Air Guitar
    Tap Dance
    Referee
    Bowl
    Poke your eye out
    3 point stance
    Paint
    Throw a Football
    Backflip
    Turn off the lights
    Sing
    Die
    Pee on the couch
    Pee in the corner
    Pee like a dog
    Do the splits
    headbang
    Pray
    Shakespeare
    Headbutt
    March like a German Soldier
    Swim
    Kick an imaginary soccer ball.
    Jump
    Act like a dog
    Puke
    Fart
    Hug
    Cabbage Patch
    Tai Chi
    Hula
    Ballet
    Breakdance
    Make a sandwich
    Playboy
    Be a monkey
    Macarana (note spelling)
    Kiss
    Go to sleep
    Flap around
    Be a duck
    Do the silly walk


    Notable Developments

    On April 16th, 2004, the marketing news blog Clickz[1] published an article about the Subservient Chicken website, which noted it had received over 46 million visits in the first week of launch. On March 7th, 2005, the advertising news blog AdWeek[2] reported that the site reached more than 14 million unique visitors and 396 million hits. In addition, Burger King reported that TenderCrisp sales had increased an average of 9% per week during the campaign.

    2014 Relaunch

    On April 27th, 2014, the Associated Press[3] reported that Burger King was relaunching the Subservient Chicken campaign to promote the Chicken Big King triple-decker sandwich. That day, the old Subservient Chicken website was redesigned to feature a video feed of an empty room with a pop-up message informing the viewer of a “Missing Chicken Error” along with options to share the page on various social media accounts. In the coming days, several news sites reported on the relaunch, including NPR,[4] Business Insider,[6]USA Today,[7] Time,[8] Gawker,[5]ABC News[9] and UpRoxx.[10]



    Search Interest

    External References


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  • 04/28/14--12:20: Baddie Winkle
  • About

    Baddie Winkle is an 86-year-old woman who has gained a large following on Twitter and Instagram for her youthful sense of humor and free-spirited personality.

    History

    On March 26th, Winkle’s granddaughter Kennedy[4] uploaded a Vine of her uttering the stoners’ catchphrase ‘420 blaze it’ while smoking a hand-rolled cigarette. As of April 2014, the video has gained over 6,000 likes and over 5,000 revines.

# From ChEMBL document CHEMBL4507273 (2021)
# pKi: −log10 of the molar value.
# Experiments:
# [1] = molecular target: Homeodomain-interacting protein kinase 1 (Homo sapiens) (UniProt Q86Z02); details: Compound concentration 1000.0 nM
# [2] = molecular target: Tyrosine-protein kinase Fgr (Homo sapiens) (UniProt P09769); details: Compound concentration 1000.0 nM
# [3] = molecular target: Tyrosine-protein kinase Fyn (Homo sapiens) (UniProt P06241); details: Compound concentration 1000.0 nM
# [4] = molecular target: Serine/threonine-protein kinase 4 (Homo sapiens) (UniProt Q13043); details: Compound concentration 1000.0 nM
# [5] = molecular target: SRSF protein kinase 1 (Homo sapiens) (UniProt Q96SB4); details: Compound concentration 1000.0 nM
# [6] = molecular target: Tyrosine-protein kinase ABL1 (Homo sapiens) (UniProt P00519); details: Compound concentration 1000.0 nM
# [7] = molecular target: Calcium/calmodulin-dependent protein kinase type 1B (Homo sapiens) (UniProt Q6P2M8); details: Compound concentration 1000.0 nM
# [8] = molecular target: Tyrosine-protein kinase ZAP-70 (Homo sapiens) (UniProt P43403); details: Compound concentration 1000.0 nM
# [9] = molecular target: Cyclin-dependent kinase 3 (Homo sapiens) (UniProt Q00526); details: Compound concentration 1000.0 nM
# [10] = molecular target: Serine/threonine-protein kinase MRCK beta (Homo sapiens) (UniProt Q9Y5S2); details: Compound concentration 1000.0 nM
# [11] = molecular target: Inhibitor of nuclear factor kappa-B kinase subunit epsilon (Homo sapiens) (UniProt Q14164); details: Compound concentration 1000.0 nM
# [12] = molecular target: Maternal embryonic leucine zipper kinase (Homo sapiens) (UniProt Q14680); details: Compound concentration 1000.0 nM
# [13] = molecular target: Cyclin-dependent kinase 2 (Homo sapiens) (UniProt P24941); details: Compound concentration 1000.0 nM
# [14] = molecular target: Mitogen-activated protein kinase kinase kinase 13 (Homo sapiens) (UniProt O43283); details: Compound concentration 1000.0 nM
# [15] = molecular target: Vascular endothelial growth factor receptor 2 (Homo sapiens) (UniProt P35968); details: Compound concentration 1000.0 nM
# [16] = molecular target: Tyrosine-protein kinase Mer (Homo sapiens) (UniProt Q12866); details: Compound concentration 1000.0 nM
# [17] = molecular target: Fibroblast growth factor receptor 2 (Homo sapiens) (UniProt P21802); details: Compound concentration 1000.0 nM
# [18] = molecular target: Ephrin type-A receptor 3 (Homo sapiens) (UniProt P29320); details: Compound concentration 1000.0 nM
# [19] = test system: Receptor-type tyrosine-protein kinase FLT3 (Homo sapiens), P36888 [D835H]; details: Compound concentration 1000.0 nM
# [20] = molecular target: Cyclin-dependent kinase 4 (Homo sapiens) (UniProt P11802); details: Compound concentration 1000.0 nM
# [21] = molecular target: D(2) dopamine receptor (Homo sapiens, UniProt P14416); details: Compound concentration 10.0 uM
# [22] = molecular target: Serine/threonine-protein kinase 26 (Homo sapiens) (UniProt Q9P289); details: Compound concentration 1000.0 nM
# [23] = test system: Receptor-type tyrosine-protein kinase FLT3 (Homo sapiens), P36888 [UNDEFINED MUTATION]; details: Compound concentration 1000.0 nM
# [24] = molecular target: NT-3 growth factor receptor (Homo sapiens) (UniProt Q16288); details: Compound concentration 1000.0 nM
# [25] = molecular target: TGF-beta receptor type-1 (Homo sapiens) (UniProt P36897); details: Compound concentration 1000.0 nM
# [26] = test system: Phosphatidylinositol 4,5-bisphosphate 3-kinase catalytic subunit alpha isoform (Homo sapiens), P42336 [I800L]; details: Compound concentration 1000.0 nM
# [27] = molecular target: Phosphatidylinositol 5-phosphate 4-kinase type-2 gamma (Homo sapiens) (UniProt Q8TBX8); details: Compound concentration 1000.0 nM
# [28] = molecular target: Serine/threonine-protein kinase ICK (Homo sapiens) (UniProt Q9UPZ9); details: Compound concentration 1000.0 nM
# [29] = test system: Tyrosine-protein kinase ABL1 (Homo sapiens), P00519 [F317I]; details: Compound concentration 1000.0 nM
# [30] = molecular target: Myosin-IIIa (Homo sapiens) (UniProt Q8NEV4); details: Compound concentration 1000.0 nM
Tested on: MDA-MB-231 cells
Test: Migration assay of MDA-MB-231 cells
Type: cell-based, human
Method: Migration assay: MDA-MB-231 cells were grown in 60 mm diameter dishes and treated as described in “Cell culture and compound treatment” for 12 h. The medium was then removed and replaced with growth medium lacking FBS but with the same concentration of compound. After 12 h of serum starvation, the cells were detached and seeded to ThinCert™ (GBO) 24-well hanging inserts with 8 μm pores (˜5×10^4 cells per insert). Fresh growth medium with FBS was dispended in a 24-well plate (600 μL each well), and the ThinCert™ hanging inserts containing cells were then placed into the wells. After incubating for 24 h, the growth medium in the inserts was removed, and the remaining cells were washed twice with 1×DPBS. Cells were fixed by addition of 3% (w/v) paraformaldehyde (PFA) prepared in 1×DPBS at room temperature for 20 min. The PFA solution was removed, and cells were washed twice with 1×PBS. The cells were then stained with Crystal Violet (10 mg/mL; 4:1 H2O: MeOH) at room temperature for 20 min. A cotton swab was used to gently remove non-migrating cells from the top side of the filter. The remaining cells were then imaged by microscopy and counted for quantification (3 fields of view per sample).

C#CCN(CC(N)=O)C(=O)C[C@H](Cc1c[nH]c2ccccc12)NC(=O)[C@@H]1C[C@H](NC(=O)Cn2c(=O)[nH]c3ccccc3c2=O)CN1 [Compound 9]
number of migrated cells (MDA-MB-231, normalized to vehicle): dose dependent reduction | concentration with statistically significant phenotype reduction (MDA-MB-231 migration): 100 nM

On April 5th, 2014, Baddie Winkle created her Twitter account @baddiewinkle[2] with the tagline “stealing your man since 1928.” Her first tweet featured a selfie with the caption, “I look good when I don’t even try to look good.” In less than a month, the tweet gained over 8,000 retweets and over 6,000 favorites.




    She reached 11,000 followers on Twitter on April 9th.

    Winkle created her Instagram account[1] on April 10th, posting a selfie wearing a tie-dye T-shirt. In less than a month the picture gained over 2,000 likes.



    On April 12th, Winkle tweeted if she gained over 1,000 retweets she would sell tie-dye T-shirts featuring a photo of her wearing a tie-dye T-shirt. The tweet gained over 4,000 retweets, and she began selling the shirts for $28.50 through the Etsy shop Psychicbabe.[8]




    Reputation

    On April 22nd, Buzzfeed[3] published a post titled, “Baddie Winkle Is The Most Hardcore Grandma On The Internet,” which features a collection of some of Winkle’s best Instagram photos.



    On April 26th, she was profiled by The Frisky[5], by Jezebel[7] on April 27th and on April 28th, she was covered by Cosmopolitan.[6] As of April 28th, 2014, Winkle has gathered over 430,000 Instagram followers and over 190,000 followers on Twitter.

    Search Interest

    External References


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    W.i.p feel Free-man for requesting editorship

    About

    The Concerned: The Half-Life and Death of Gordon Frohman, or just simply called Concerned, is a webcomic-parody of the Valve’s second installment of the Half-Life series.

    Origin

    The webcomic was created by Christopher C. Livingston in the sandbox program called Garry’s Mod and it’s centered around a citizen called Gordon Frohman, who in fact is the complete opposite of Gordon Freeman, the protagonist of the Half-Life’s main series (HL1, HL2, Ep 1, Ep 2, et al). The story starts not long before the arrival of Gordon Freeman, and after the arrival of Gordon Frohman. Frohman is obssesed with the combine and he tries to became one of their soldiers. Through the story he makes some accidents which leads, for example, to the destruction of Ravenholm. The webcomic get positive reviews by the critics[1] and it was highly praised by the community for it’s humor and story. The comic ended in November 5, one year after it’s first release. Currently it contains 206 issues, including Issue 0 and the acknowledgments.

    Spread

    External references

    [1]Gamics – Web Archives


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  • 04/28/14--14:34: Friends Don't Let Friends
  • About

    “Friends Don’t Let Friends” is a phrasal template often used to discourage unwanted or inappropriate behaviors which is inspired by the 1980s anti-drunk driving slogan “Friends don’t let friends drink and drive.”

    Origin